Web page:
“Be Afraid. Be Very Afraid”: Wednesday Addams Is A Total 2020 Mood

Photo: Orion/Paramount/Kobal/Shutterstock.
Welcome to #R29MovieClub. We are taking “home cinema” to a whole new level: Every Thursday at 9 p.m. GMT, R29 is hosting a live rewatch of a beloved women-driven film. Join us!
For a long time, the influence of The Addams Family's Wednesday Addams has largely been most noticeable on Halloween. In fact, the character makes a perfect last-minute costume: just pair some braids and black clothes with some grim one-liners and voilà, you have the ghoulish family's only daughter.
But in this hellish Year of Our Lord 2020, Wednesday's pop culture icon status has been elevated in a way nobody anticipated. While her nihilist attitude may have seemed funny and overly macabre before, it now feels all-too-relatable. Who knew Wednesday Addams would be the oracle of truth that would encapsulate exactly how everyone has been feeling during this absolute trash fire period of our history?
In revisiting both the 1991 film The Addams Family and its 1993 sequel, Addams Family Values ahead of our R29MovieClub viewing of the former this week, it's never been more clear that Wednesday was ahead of her time. When everyone else is shiny and naïve, the pre-teen is telling it like it is — she knows where babies come from and won't be coddled by any shiny metaphors; she'll call out pretentious do-gooders on their own hypocrisy; she'll even stand up for Indigenous People's rights (maybe as an excuse to burn everything down, but still). Even though in many ways her penchant for the gruesome is over-the-top, her deadpan wit and realistic outlook on life makes everyone else, in fact, seem like a ridiculous caricature.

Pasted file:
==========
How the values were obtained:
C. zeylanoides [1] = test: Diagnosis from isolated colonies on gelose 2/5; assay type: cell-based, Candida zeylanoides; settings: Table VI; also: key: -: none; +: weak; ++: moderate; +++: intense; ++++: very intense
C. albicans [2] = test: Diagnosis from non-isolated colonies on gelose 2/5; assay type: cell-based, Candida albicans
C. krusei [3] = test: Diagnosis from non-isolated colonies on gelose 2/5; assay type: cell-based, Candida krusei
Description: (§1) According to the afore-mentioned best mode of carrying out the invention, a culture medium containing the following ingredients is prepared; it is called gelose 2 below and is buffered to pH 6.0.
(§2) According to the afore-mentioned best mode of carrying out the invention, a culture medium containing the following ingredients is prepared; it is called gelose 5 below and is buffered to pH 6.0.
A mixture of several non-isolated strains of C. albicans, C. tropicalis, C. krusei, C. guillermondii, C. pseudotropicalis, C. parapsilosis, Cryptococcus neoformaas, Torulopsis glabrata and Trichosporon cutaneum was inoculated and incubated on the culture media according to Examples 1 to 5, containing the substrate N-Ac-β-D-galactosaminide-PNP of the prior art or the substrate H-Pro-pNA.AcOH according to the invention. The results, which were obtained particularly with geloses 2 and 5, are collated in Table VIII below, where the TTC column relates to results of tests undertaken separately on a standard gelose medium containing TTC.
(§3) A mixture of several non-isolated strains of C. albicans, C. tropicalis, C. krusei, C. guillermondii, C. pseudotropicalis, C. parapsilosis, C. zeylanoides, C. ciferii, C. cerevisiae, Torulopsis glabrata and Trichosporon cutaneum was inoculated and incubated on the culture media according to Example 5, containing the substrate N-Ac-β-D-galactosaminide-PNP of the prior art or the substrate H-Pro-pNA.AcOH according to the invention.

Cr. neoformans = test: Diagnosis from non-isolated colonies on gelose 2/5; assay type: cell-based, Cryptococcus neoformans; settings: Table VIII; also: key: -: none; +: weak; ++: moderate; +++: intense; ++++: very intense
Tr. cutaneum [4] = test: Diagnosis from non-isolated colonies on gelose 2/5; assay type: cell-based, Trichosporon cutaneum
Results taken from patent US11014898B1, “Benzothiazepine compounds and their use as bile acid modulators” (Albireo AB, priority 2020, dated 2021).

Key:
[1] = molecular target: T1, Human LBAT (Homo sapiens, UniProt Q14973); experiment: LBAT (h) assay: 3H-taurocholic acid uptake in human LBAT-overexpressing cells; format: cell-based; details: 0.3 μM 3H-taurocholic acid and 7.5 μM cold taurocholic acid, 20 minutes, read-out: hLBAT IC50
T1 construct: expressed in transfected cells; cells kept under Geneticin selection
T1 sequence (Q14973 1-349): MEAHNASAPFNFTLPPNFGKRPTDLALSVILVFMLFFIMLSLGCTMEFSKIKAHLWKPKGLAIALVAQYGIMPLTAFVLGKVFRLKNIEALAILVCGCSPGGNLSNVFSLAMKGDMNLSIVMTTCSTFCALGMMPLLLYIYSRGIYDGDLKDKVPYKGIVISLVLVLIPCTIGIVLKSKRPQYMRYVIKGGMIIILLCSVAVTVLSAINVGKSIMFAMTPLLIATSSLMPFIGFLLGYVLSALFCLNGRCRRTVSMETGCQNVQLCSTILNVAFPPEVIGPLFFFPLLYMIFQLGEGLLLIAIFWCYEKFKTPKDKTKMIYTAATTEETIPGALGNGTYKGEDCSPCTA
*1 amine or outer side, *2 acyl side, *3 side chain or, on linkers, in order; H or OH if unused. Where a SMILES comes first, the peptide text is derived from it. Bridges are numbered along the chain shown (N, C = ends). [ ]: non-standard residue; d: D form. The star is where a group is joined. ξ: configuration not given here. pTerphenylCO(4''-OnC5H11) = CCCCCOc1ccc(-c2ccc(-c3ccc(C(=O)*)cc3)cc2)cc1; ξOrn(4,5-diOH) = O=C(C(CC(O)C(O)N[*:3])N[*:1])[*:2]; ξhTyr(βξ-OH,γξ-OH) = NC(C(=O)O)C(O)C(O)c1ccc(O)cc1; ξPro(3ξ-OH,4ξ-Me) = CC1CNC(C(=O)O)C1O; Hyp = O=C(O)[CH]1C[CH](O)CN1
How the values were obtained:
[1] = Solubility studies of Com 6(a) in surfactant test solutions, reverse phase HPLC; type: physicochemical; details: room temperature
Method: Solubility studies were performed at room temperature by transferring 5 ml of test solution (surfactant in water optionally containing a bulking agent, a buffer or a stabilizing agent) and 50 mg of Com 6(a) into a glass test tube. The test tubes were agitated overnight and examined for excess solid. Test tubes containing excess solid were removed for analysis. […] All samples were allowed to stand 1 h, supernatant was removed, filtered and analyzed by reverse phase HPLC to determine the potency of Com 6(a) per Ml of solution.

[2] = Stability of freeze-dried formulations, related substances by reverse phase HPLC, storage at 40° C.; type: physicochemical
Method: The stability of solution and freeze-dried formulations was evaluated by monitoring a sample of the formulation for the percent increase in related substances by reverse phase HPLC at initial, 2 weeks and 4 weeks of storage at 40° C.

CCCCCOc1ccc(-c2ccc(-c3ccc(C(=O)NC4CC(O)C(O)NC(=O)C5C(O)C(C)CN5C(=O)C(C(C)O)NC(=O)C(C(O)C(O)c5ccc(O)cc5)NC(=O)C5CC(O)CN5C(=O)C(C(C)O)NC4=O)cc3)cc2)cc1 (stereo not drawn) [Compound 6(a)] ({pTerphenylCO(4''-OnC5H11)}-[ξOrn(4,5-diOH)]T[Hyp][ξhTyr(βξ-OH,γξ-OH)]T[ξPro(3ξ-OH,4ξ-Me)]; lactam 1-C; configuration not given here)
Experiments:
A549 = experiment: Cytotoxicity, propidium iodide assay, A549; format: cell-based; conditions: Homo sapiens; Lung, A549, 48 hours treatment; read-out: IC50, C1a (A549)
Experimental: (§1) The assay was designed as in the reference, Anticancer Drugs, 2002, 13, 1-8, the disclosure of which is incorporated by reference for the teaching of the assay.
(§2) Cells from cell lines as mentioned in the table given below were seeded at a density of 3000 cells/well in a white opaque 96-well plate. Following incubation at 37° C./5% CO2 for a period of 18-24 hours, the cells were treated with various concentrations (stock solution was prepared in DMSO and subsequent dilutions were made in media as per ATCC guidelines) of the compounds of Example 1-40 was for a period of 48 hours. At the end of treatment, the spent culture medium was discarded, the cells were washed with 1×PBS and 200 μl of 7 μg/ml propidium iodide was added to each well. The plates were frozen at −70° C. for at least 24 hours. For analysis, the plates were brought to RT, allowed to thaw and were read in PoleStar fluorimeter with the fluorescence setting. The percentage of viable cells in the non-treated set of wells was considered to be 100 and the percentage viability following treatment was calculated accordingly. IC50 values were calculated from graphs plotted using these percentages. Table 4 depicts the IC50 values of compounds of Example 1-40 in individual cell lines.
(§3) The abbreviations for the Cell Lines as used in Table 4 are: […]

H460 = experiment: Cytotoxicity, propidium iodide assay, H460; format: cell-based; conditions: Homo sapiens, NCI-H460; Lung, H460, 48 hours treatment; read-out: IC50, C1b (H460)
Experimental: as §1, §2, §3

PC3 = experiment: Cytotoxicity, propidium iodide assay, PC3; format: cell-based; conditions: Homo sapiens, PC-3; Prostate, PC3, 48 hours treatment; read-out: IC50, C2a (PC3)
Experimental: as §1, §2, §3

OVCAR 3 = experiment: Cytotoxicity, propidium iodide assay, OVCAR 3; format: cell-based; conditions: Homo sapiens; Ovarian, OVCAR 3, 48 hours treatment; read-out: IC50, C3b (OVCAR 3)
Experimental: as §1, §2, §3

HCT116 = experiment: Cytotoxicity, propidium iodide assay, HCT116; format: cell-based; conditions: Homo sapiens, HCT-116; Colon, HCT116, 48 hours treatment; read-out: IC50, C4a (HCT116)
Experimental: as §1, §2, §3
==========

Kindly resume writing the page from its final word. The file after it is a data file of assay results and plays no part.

Wednesday's brother Pugsley is similarly conniving (though not as clever) and shares her taste for destruction, but isn't met with nearly the same shock and horror as those who encounter his sister. Wednesday subverts the expectation for young women to be angelically civil and unflinchingly positive. She doesn't care what anyone else thinks — she's quirky, weird, dark, and unapologetically herself.
It's tiring to try to see the good in everything. It's emotionally taxing. Especially in a time when a global pandemic is changing life as we know it, the country is being ravaged by natural disasters, racism and misogyny rule, and our leaders are flushing democracy down the toilet, just keeping the faith seems like a chore. Wednesday sees the worst in everything and has made peace with it: "You severely underestimate my apathy," she says in the 1991 film.
Just in time for the spooky season and, more generally, this — gestures broadly — Spooky Time, let Wednesday Addams be your ultimate, "I hate everything" mood.

More from Movies

R29 Original Series